Friend or Foe: An Analysis of the Contribution National Identity Hegemony Plays in the Acceptance of Asylum Seekers in Australia, Spain and Catalonia

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Author: Amanda Collins
Email: a.collins.35@student.scu.edu.au
Published: April 6, 2019
https://doi.org/10.22492/ijcs.4.1.06

Citation: Collins, A. (2019). Friend or Foe: An Analysis of the Contribution National Identity Hegemony Plays in the Acceptance of Asylum Seekers in Australia, Spain and Catalonia IAFOR Journal of Cultural Studies, 4(1). https://doi.org/10.22492/ijcs.4.1.06


Abstract

With the vast number of people currently seeking asylum, this research sought to understand what determines the reception of asylum seekers and rationalises the treatment of asylum seekers by a nation. This is important to gain insight into how and why displaced people are dehumanised and criminalised when seeking asylum. The national identities of Australia, Spain and Catalonia are analysed, as is the influence of each national identity on public perceptions of asylum seekers. To achieve this, Benedict Anderson’s understanding of nationalism being an imagined national community has been adopted. A literature review examining the construction of each national identity, and its influence on public perception of asylum seekers was carried out. Findings were then compared with empirical data gathered during observation in Sydney, Australia and Barcelona, Catalonia. It was hypothesised that sentiments held towards asylum seekers by members of a national community could be attributed to the boundaries of inclusion and exclusion created by a national identity. This was confirmed, as a difference in attitudes towards asylum seekers was evident in Australia, Spain and Catalonia resulting from the processes governments have chosen to develop such an identity.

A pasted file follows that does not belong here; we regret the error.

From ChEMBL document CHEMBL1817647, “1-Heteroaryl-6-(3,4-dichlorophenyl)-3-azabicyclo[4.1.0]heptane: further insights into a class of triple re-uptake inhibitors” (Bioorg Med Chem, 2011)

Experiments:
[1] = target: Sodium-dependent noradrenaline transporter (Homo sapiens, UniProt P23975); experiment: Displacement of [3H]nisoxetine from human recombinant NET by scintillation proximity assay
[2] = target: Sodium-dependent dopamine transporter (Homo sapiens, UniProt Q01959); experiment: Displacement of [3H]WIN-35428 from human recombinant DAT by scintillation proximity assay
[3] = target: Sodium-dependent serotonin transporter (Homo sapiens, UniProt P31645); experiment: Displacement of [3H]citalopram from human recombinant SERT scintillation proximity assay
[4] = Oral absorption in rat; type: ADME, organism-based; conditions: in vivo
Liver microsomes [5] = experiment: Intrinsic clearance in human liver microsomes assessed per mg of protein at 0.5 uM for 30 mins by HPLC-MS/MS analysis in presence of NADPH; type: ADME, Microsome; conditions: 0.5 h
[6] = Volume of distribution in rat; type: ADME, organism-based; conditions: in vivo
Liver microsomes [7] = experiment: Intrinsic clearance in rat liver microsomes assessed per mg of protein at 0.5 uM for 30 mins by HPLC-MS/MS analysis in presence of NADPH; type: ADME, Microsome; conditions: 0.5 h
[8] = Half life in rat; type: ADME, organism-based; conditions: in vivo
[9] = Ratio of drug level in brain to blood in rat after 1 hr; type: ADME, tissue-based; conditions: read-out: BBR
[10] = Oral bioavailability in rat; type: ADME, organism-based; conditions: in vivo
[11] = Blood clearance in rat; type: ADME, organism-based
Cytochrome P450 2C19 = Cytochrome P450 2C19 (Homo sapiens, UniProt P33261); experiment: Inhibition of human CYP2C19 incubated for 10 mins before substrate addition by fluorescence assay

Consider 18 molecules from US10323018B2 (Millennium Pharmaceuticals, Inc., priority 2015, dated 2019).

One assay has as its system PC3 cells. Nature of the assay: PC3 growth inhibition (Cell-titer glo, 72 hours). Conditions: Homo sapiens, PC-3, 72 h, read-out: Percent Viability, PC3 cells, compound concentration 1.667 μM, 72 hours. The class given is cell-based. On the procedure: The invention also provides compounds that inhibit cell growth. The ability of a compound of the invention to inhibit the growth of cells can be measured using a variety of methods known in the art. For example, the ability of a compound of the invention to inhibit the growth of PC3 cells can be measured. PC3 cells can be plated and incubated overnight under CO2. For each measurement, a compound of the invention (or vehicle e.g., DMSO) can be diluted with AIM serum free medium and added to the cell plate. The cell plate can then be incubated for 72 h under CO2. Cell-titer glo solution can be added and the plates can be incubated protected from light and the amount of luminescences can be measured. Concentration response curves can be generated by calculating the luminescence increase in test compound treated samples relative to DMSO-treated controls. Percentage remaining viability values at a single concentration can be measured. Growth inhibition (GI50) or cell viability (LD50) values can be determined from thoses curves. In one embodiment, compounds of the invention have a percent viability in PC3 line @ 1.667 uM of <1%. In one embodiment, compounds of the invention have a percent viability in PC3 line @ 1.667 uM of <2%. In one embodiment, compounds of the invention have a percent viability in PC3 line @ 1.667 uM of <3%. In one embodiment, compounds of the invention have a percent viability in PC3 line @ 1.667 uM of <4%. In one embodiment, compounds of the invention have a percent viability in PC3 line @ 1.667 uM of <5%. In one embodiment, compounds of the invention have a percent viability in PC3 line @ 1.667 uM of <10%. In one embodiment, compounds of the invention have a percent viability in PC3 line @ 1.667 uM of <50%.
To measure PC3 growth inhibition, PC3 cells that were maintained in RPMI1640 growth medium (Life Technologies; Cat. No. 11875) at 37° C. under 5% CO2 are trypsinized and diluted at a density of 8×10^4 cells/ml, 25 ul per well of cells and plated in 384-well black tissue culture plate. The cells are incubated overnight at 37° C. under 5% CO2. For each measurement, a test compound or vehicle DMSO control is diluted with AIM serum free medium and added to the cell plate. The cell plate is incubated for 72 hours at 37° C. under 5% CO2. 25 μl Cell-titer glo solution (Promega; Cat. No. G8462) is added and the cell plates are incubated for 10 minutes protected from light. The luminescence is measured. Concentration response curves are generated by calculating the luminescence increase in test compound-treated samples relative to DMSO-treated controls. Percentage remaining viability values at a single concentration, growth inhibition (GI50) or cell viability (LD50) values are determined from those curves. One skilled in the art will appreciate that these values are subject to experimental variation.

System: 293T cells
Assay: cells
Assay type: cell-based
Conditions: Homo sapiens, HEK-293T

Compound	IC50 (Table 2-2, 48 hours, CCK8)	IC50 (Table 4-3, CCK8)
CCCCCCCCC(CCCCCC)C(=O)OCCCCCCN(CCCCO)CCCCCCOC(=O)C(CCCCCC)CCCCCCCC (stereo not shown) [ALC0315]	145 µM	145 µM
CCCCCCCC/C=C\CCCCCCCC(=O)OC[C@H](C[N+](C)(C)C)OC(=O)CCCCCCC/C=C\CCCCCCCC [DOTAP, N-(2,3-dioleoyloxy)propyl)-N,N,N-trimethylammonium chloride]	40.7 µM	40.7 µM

Keywords

national identity, asylum seekers, othering